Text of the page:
support is something we just can't do justice to, given our small Handiham
staff. Sure, volunteers could help, but they also have busy lives and other
things to do. We decided to end the beta testing at the end of July, given
that there was almost no action in the beta test group and band conditions
were terrible anyway. That means that, for the time being, both stations
are off the air.
Image: In the meantime, we have gotten the TS-480HX repaired, and it has
been set aside, awaiting another station location assignment.
What does the future hold for stations W0EQO and W0ZSW?
That is a good question! We currently plan to update station W0EQO and
relocate it to a Boy Scout camp in Northern Minnesota, where it will have a
more reliable internet connection and be available both to us and the
scouts. The old computer will be either recycled or repurposed and replaced
by a new PC with an updated version of Windows. The rig and associated gear
will be checked out and tested. We hope to have it back on the air by late
W0ZSW is another story. I'm not sure if I'm willing to host it anymore, and
no club has stepped forward to take it. I guess I'll see how I feel about
it after Radio Camp.
In any case, when the stations return to service, it will be with the
Remotehams.com RCFORB software, which we feel is better for operating
remotes like ours. The RCFORB client is easily installed and doesn't
require any third-party audio software like Skype. Many remotes around the
world use this free software and administration of the host part of the
software is much easier and generates less tech support. The client
software supports many keyboard shortcuts for blind users and it also has a
surprising and most welcome feature: speech frequency readout is handled by
the software and is not dependent on the radio having a special speech chip.
This means that you can get speech frequency readout from radios of all
types operating from locations all around the globe, even radios without
speech chips. The free software is under current development, and is
supported in part by donations to the developer, which are optional. There
is an excellent Android app version, and an optional hardware package with
an interface into which you can plug a code key and the rig's own
microphone. Of course you can always run the client software right from
your PC and use your computer microphone and speakers to have an excellent
HF QSO. For those who like the Elecraft K3, it is my understanding that you
can interface the K3 to the internet and use it to control the remote
stations that way, right from your K3. There are blind accessibility
solutions available for the Elecraft radios.
With all of these options, the RCFORB system is just a no-brainer for us.
We simply cannot maintain a high level of tech support for old software and
external VoIP systems like Skype. I find that my own time is very limited
these days, and we need something that just plain works. While I have
gotten questions about whether we will make up help files, I can say that I
would like to do that. It will take time, and I have very little of that
right now, but I will put it on my to-do list. In the meantime, remember
that Amateur Radio is a technical activity. License holders are expected to
know something about radio and operating. It can be rewarding to figure out
how to do things on one's own - partly because when you do that, you really
learn how things work. The Remotehams.com website has a user forum to help
The bottom line is that we are all part of the Amateur Radio community. We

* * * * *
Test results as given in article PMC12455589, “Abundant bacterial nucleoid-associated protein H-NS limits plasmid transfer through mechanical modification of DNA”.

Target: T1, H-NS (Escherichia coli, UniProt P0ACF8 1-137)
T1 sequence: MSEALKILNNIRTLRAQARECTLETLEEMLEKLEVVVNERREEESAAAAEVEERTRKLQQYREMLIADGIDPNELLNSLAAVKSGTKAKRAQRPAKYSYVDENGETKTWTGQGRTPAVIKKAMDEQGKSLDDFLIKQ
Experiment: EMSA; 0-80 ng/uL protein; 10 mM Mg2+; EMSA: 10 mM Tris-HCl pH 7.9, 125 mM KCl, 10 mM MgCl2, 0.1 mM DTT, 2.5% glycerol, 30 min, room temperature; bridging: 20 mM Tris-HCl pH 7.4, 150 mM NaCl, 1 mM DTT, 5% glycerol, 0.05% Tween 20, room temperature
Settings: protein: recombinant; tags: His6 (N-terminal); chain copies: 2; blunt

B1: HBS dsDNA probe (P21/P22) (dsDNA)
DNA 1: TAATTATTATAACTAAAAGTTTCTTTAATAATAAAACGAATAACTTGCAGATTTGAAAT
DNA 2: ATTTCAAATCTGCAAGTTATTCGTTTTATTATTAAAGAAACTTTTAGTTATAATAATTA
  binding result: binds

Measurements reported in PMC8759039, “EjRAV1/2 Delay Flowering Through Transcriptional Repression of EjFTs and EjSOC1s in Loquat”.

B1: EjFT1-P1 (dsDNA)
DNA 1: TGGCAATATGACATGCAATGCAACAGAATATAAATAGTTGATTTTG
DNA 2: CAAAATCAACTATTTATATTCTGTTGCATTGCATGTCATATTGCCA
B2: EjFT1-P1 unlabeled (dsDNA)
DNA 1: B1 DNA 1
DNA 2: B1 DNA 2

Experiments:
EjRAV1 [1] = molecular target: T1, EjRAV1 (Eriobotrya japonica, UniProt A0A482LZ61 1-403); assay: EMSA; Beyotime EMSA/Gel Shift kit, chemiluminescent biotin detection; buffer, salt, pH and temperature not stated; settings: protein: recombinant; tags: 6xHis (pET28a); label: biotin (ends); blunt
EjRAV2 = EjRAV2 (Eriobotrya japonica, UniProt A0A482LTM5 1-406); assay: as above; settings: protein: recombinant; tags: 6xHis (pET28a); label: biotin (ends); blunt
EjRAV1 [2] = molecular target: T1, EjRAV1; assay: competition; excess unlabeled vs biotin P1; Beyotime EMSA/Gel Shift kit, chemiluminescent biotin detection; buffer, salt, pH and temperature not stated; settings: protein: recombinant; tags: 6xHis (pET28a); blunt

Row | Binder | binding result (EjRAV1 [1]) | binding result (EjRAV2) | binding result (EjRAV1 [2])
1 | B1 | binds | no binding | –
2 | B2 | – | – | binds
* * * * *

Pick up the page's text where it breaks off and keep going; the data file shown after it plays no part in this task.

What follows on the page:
need to roll up our sleeves, volunteer to do things, and help each other.
The same few people simply cannot do it all, whether it is the remote base
project, the teaching of classes for prospective new hams, the Field Day
setup for your local radio club, and everything else that keeps us all on
the air. Summer is "down time" for many of us in ham radio, but before you
know it, summer will be over and radio clubs will have their first meetings
of the season. Thoughts will turn to getting on the air as the fine summer
weather fades away and many of us turn again to radio and indoor activities.
It will be a perfect time for you - yes, you - to step up to the plate and
put together a program for your radio club, or perhaps even volunteer to
help edit the club newsletter. Another goal could be to learn something
new, like remote base HF operation. If you get good enough at it, you can be
a helper to others in the user forum. Your local radio club will also
appreciate your efforts.
It feels good to help others, but as the old saying goes, "Many hands make
Please do step up to the plate. Many worthy projects will go undone without
The new software for our remotes is the RCFORB client from Remotehams.com.
(For Handiham World, this is Pat Tice, WA0TDA.)
Check into our Handiham nets... Everyone is welcome!
How to find the Handiham Net:
1. The Handiham EchoLink conference is 494492. Connect via your iPhone,
Android phone, PC, or on a connected simplex node or repeater system in your
2. WIRES-2 system number 1427
3. WIRES-X digital number 11165
The Handiham Net will be on the air daily. If there is no net control
station on any scheduled net day, we will have a roundtable on the air
Cartoon multicolored stickman family holding hands, one wheelchair user
Our daily Echolink net continues to operate for anyone and everyone who
wishes to participate at 11:00 hours CDT (Noon Eastern and 09:00 Pacific),
as well as Wednesday and Thursday evenings at 19:00 hours CDT (7 PM). If
you calculate GMT, the time difference is that GMT is five hours ahead of
Minnesota time during the summer.
Doug, N6NFF, poses a trivia question in the first half of the Wednesday
evening session, so check in early if you want to take a guess. The answer
to the trivia question is generally given shortly after the half-hour mark.
A big THANK YOU to all of our net control stations and to our Handiham Club
Net Manager, Michael, VE7KI.
This week's website: Blind Bargains.
Ken, KB3LLA, sent us a link to the Blind Bargains website
<http://www.blindbargains.com/bargains.php?m=13189> . It's got some new free
Windows 10 information links so dig in. We don't take any ads or get
compensation from vendors, and just enjoy finding things that might help